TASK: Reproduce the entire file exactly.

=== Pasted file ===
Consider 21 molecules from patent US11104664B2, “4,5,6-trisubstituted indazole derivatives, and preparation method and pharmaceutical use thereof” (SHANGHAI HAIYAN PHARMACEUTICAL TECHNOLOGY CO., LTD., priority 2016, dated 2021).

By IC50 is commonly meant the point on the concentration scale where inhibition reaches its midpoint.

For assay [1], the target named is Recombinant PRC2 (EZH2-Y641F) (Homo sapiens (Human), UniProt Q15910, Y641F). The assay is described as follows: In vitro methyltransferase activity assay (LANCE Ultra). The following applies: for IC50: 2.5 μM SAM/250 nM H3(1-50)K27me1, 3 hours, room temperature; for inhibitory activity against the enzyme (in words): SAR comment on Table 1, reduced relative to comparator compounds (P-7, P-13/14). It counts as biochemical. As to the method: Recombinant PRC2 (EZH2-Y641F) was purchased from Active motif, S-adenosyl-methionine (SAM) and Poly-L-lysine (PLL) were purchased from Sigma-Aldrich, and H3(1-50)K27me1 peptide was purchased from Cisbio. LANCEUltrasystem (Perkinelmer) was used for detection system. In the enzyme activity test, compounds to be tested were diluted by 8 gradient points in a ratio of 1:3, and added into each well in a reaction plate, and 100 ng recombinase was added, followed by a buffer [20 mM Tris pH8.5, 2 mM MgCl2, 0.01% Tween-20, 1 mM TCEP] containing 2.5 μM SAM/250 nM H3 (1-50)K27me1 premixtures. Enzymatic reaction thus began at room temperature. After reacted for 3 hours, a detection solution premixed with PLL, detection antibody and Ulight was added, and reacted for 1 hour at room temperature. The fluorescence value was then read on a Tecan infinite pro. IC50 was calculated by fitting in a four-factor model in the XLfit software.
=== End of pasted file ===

Consider 21 molecules from patent US11104664B2, “4,5,6-trisubstituted indazole derivatives, and preparation method and pharmaceutical use thereof” (SHANGHAI HAIYAN PHARMACEUTICAL TECHNOLOGY CO., LTD., priority 2016, dated 2021).

By IC50 is commonly meant the point on the concentration scale where inhibition reaches its midpoint.

For assay [1], the target named is Recombinant PRC2 (EZH2-Y641F) (Homo sapiens (Human), UniProt Q15910, Y641F). The assay is described as follows: In vitro methyltransferase activity assay (LANCE Ultra). The following applies: for IC50: 2.5 μM SAM/250 nM H3(1-50)K27me1, 3 hours, room temperature; for inhibitory activity against the enzyme (in words): SAR comment on Table 1, reduced relative to comparator compounds (P-7, P-13/14). It counts as biochemical. As to the method: Recombinant PRC2 (EZH2-Y641F) was purchased from Active motif, S-adenosyl-methionine (SAM) and Poly-L-lysine (PLL) were purchased from Sigma-Aldrich, and H3(1-50)K27me1 peptide was purchased from Cisbio. LANCEUltrasystem (Perkinelmer) was used for detection system. In the enzyme activity test, compounds to be tested were diluted by 8 gradient points in a ratio of 1:3, and added into each well in a reaction plate, and 100 ng recombinase was added, followed by a buffer [20 mM Tris pH8.5, 2 mM MgCl2, 0.01% Tween-20, 1 mM TCEP] containing 2.5 μM SAM/250 nM H3 (1-50)K27me1 premixtures. Enzymatic reaction thus began at room temperature. After reacted for 3 hours, a detection solution premixed with PLL, detection antibody and Ulight was added, and reacted for 1 hour at room temperature. The fluorescence value was then read on a Tecan infinite pro. IC50 was calculated by fitting in a four-factor model in the XLfit software.